Table 1Structural parameters

Young’s modulus
200 GPa
Poisson’s ratio
7800 kg/m3

Table 2Fluid parameters

1025 kg/m3
Sound speed
1500 m/s
Reference pressure
1.0×10-6 N/m2

3.1. Foundation layout schemes

As is shown in Fig. 1, three different foundation layout schemes were considered.

Fig. 1Three different foundation layout schemes excitation point arrangement

Three different foundation layout schemes excitation point arrangement


Three different foundation layout schemes excitation point arrangement


Three different foundation layout schemes excitation point arrangement


In Fig. 1(a), the platform was connected to two surface plates with 10 vibration isolators on left-and-right sides of the foundation, and the two surface plates were welded to two sequences of ribs fixed to the bottom of the inner shell, and this layout scheme is called as continuous style, also called as prototype.

Then, in Fig. 1(b), it depicts the second scheme, large span style, whose most ribs connecting the inner shell and surface plate were removed in contrast with Scheme 1, and replaced with a longitudinal T-bar, which was not fixed to the inner shell.

In Fig. 1(c), it shows bulkhead support style, which is quite different from the prototype, whose surface plates were no longer arranged in longitudinal direction but transverse, and were welded to the front-and-back bulkheads with ribs arranged transversely, and the connection between the platform and the surface plates were adjusted onto the front-and-back sides accordingly.

3.2. The arrangement of key characteristics

3.2.1. Mean square velocity

After the structural-acoustic simulation of each scheme, the vibrating velocity varying along with the frequency spectrum of each structural node will be calculated. To assess the magnitude of the vibration of the structure of each scheme, there will be an algorithm adding the square velocity of every structural nodes on the inner shell, and getting the mean. The mean value varied on different frequency will be defined as Mean Square Velocity curve.

Fig. 2Sound pressure points

Sound pressure points

3.2.2. Sound pressure

The Sound Pressure of the simulation of each scheme was calculated. To tell the properties of Sound Pressure of each model, 5 field points were picked, arranged as Fig. 2, 45° spaced between any two adjacent points, and at a distance of 1000 m with the structure. And all points scattered on the middle section of the compartment.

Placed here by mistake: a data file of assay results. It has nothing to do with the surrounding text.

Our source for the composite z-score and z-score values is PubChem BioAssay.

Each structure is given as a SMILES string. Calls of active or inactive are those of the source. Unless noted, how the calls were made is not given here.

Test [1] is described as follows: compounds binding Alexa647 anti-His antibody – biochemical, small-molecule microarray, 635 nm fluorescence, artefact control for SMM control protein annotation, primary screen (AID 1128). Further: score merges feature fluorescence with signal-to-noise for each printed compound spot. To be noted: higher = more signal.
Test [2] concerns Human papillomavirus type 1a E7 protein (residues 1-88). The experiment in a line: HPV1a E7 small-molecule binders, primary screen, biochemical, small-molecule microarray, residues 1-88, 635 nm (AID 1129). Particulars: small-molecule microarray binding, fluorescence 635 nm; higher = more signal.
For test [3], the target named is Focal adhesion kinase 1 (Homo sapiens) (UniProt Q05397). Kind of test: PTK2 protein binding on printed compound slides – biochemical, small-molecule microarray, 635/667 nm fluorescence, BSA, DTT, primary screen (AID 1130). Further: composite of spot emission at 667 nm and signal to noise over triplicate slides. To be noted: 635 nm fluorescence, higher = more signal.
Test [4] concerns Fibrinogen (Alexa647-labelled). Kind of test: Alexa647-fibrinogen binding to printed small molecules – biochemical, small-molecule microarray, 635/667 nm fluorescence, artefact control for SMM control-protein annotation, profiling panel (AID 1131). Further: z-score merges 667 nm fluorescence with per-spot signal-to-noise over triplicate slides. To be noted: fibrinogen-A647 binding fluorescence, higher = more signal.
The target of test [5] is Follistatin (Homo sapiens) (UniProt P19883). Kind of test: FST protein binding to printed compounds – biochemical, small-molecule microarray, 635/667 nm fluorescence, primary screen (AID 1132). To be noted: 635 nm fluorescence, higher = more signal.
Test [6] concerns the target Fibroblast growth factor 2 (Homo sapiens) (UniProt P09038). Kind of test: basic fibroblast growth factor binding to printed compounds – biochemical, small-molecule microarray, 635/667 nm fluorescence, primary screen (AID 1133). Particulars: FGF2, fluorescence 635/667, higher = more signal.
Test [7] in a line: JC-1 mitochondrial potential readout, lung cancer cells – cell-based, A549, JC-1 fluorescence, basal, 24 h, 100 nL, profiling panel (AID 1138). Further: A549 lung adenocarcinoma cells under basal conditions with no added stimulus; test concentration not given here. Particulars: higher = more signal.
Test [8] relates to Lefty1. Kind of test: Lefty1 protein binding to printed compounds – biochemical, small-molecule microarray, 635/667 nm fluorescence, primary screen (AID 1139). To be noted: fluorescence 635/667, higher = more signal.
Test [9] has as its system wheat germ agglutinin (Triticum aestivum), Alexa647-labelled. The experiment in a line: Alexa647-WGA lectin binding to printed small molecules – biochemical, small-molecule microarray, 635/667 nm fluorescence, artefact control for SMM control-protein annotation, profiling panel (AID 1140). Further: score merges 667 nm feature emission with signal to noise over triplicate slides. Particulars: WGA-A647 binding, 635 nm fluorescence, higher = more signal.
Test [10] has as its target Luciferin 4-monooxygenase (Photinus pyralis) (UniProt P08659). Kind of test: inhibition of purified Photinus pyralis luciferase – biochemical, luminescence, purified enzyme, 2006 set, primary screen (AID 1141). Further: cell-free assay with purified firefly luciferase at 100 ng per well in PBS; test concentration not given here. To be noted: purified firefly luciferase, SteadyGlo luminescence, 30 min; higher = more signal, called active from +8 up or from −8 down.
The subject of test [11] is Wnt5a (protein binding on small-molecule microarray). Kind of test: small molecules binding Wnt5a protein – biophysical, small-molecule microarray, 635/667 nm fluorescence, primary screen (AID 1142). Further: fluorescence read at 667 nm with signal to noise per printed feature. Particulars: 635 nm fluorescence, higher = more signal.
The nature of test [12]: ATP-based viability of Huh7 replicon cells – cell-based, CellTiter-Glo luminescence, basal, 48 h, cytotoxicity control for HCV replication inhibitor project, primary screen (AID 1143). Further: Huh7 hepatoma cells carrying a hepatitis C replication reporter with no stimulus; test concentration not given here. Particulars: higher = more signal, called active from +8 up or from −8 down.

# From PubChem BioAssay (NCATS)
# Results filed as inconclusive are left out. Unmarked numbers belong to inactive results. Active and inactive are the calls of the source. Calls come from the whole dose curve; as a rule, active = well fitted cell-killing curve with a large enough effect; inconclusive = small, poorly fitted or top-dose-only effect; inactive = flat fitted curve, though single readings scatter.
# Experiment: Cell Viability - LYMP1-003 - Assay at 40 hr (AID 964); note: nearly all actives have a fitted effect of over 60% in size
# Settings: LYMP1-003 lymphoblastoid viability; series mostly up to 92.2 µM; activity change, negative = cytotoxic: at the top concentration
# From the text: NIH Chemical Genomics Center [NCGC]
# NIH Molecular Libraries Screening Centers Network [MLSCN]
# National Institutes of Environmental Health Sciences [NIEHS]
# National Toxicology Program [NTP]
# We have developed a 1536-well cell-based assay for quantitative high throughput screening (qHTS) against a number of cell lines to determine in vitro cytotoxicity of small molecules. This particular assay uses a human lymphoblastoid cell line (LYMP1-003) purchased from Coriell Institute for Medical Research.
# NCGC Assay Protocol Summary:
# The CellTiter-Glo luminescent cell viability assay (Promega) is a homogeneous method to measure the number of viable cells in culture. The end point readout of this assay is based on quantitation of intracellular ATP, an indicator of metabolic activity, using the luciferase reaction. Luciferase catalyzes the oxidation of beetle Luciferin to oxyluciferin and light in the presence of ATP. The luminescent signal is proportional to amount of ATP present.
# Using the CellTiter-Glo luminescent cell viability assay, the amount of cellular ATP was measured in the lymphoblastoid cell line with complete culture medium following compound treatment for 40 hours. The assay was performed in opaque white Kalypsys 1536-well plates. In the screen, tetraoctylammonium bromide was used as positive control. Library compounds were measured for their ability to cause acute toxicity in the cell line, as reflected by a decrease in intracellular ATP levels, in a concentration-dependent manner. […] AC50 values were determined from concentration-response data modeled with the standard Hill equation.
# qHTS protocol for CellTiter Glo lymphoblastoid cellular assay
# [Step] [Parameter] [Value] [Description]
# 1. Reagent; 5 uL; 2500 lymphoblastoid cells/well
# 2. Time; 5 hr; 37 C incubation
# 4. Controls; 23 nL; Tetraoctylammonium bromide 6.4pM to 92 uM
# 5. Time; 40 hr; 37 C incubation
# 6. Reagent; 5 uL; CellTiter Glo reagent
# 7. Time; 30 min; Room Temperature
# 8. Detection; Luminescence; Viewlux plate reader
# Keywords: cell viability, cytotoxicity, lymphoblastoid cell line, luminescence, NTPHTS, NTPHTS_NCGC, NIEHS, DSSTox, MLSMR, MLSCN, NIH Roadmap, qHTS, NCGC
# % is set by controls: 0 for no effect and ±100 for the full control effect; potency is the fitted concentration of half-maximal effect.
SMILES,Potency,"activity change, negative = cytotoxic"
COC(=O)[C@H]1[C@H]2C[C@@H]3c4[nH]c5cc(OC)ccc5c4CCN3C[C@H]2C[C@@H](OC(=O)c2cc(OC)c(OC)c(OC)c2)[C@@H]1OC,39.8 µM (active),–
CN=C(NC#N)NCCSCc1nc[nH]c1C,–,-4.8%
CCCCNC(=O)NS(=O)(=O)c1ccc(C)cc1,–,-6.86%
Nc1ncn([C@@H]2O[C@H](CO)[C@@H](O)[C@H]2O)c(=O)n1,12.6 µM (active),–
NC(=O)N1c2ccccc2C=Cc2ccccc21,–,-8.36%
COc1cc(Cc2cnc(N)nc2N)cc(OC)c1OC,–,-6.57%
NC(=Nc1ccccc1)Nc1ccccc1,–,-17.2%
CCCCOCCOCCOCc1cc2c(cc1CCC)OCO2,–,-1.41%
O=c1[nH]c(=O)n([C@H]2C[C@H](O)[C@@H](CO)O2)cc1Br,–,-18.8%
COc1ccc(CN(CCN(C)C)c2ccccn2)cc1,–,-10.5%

3.2.3. Radiation power

While vibrating, the structure would emit sound to all directions, and the collective power around the structure is Radiation Power. In Virtual Lab, a sphere is used to enclose the structure, and the radiation acoustical power detected on the sphere will be integrated into Radiation Power, a character to describe the energy emitted by the vibrating structure.

4. Result and analysis

As is discussed above, the Mean Square Velocity on the inner shell, Sound Pressure at the five field points, and the Radiation Power on the far field sphere could be extracted from the simulation result, and these characters will be presented subsequently to assess the vibration and radiation noise property of each scheme.

4.1. Result of mean square velocity on the inner shell

The velocity of every nodes on inner shell was taken into account to calculate the Mean Square Velocity of the inner shell, and the 1/3OCT curve of the Mean Square Velocity Level (MSVL), in which the reference velocity was set as 10-9 m/s, could be depicted as Fig. 3.

Fig. 31/3OCTcurve of mean square velocity on inner shell

1/3OCTcurve of mean square velocity on inner shell

In general, it could be told from Fig. 3 that the Overall Mean Square Velocity Level (OMSVL) value of Scheme 2 is strongest, and the OMSVL value of Scheme 3 is weaker, and the OMSVL value of Scheme 1 is weakest. When just focusing on the MSVL at the frequency band between 0 Hz-200 Hz, it can be informed that the OMSVL of Scheme 3 is weakest at this frequency band. And the OMSVL of these three schemes shows a similarity at the frequency band between 300 Hz-500 Hz. However, the OMSVL value of Scheme 3 is much bigger than the others at some specific frequency point such as 250 Hz and 630 Hz.